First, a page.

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eReader Comparison; Kindle vs. Nook vs. Sony PRS600 vs. Literati eReader Shootout

Amazon Kindle vs. Barnes and Noble Nook vs. Sony PRS-600 (and PRS-350) vs. Sharper Image Literati

By Jack Burden and JM Butler Granite counters for alabama: granite countertops sylacauga alabama gmq tops.


After much testing we have created what we consider the most important categories for quality comparison with E-book readers. Since Ereaders are still fairly early in their adoption phase there are only a few on the market. Our professional review team thoroughly compares them and puts them through about every kind of situation from holding the eReader up for long periods of time, to reading in the dark, to E-book download speed and convenience. We hope you find the comparison useful in making your decision which Ereader is right for you.


The Nook and Sony PRS-600 were my favorites in terms of attractive appearance. I like the matte metallic screens on the Sony eReaders both PSC 350 and 600 in silver or red. The PSC300 by Sony is the smallest eReader we tested and super sleek. Another slick aesthetic aspect of the Sony eReader is that the controls are barely visible at the bottom of the unit.

The Nook is offered only in white with a gloss tapering framing bezel with rounded edges. I did not find that the gloss frame presented any glare problems with reading. I like the looks, but truth be told, the device looks distinctly more feminine than the Sony or Kindle. The Nook has a touch screen LCD control panel at the bottom that maintains its attractive standard.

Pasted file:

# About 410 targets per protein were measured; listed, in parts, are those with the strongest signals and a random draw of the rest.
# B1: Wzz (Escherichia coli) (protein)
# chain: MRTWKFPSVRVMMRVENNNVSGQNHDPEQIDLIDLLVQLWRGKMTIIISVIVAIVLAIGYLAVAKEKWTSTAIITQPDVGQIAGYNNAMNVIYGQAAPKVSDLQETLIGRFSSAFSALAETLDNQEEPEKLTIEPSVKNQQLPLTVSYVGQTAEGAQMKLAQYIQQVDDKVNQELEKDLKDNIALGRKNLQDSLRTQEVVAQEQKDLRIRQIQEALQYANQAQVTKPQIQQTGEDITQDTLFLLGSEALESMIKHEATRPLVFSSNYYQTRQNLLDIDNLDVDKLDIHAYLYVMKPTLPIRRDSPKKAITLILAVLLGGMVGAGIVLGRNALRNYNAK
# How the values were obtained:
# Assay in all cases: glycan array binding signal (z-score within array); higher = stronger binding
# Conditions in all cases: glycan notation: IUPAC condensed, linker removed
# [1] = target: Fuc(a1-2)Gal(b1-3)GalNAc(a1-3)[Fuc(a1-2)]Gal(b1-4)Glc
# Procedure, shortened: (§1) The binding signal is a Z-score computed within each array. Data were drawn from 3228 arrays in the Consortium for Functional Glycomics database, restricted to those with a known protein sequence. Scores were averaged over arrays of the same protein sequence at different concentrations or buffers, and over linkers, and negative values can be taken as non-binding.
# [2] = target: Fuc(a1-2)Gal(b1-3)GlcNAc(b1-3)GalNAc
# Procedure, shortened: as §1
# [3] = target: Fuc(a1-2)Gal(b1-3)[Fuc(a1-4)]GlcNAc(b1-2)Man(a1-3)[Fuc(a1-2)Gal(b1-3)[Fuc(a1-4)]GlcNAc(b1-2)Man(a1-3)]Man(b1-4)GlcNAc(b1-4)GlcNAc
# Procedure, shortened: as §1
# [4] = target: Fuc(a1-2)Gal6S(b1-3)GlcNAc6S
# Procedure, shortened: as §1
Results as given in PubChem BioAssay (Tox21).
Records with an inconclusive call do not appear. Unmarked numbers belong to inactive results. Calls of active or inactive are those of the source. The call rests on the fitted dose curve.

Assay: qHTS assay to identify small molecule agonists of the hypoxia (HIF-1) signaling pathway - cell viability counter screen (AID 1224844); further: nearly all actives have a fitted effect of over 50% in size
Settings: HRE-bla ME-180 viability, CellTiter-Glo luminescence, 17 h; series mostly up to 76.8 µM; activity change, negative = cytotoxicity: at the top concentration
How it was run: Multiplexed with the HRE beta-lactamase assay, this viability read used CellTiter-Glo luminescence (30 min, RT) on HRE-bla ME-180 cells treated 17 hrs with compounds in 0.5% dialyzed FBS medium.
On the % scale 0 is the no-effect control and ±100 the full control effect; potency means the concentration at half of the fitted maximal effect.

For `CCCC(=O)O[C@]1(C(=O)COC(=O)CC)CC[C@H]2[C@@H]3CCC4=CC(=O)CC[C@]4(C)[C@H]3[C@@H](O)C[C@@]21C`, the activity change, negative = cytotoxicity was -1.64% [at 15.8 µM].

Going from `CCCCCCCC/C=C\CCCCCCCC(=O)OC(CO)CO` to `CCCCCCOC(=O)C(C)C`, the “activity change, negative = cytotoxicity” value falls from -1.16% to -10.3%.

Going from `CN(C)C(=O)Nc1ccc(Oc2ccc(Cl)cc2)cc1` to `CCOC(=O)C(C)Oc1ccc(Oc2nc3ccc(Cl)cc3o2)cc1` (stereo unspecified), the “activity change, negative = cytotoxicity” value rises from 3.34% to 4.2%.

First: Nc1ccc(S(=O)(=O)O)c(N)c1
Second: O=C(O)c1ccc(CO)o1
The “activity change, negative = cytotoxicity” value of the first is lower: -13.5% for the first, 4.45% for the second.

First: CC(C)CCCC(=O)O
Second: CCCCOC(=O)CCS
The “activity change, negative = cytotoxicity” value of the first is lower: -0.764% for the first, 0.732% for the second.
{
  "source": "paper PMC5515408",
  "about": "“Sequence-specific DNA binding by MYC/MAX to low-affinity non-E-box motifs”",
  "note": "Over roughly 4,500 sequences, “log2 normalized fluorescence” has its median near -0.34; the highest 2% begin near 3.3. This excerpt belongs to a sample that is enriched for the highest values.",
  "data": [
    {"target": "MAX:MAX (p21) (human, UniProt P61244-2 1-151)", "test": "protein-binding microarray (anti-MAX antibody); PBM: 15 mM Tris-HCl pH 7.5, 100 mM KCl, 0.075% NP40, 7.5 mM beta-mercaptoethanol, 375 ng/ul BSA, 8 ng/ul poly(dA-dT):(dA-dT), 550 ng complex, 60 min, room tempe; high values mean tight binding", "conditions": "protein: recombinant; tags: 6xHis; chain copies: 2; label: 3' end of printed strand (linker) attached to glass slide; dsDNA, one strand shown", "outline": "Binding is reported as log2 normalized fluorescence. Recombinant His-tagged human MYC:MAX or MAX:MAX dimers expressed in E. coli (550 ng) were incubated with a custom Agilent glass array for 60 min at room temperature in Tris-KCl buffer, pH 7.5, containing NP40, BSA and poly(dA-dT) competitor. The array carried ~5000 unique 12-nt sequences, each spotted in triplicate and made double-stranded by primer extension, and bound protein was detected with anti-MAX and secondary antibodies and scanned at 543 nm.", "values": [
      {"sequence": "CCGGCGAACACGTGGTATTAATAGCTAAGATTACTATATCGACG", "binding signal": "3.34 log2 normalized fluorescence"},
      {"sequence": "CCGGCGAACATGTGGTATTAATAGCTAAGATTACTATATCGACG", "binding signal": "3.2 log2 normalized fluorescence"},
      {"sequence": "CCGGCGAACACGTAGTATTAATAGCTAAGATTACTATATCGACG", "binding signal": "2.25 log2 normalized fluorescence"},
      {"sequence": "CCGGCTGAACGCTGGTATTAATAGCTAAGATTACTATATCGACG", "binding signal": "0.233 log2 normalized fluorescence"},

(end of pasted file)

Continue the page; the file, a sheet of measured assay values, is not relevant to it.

The Kindle is the thinnest of the bunch and has a graphite gray (or white) matte framing bezel. In my opinion Amazon has given too much attention to the matte finish. It's a little boring and plain though it does have rounded tapered edges. The raised letter keyboard on the bottom of the device is also frankly a little ugly in the day of the touch screen.

Last on the list is the clunky Literati. It's super tall 8.5" height is the first sign of awkwardness. The devices screen frame is gloss black and is nearly 3 quarters of an inch on sides and top. The raised letter keyboard takes up an 1.5 inches on the bottom of the e-Book reader. At first glance, it would be difficult to know what the main function of the device is – maybe a super large phone with texting ability?

  1. Sony PRS-600,PRS-350 & Nook (especially for females)
  2. Amazon Kindle
  3. Literati

Comfort in Hand

The Amazon Kindle and Sony PRS-350 are extremely light, comfortable and easy to hold while reading. The Sony PSC600 and Nook are also compact but heavier, thicker and will tire the arm or hand a little quicker. The Literati is in no way comfortable. It's clunky and ergonomic design was thrown out when making it.

  1. Kindle and Sony PRS-350
  2. Nook and Sony PRS-600
  3. Literati

User Controls

The user interface of these 4 devices run the gamut of what is available. The PRS-600 has few hardware buttons and relies mostly on a touchscreen interface, the Nook uses a small touch screen to control the larger electronic paper screen and buttons for page turning, the Kindle eschews all touch functionality in favor of hardware buttons and a QWERTY keyboard and the Literati uses a hardware keyboard and touch sensitivity on the unit case for turning pages while the screen itself has no touch features.

All of these hardware interface styles work, it's going to come down to personal preference for which works best for you. I, for instance, am not a fan virtual keyboards or virtual buttons, I like to have tactile feedback so I know when I press something without having to verify it by looking at the screen. Other people here prefer using the touch screen with the stylus and use virtual keyboards all the time on their mobile phone so they do not present a problem.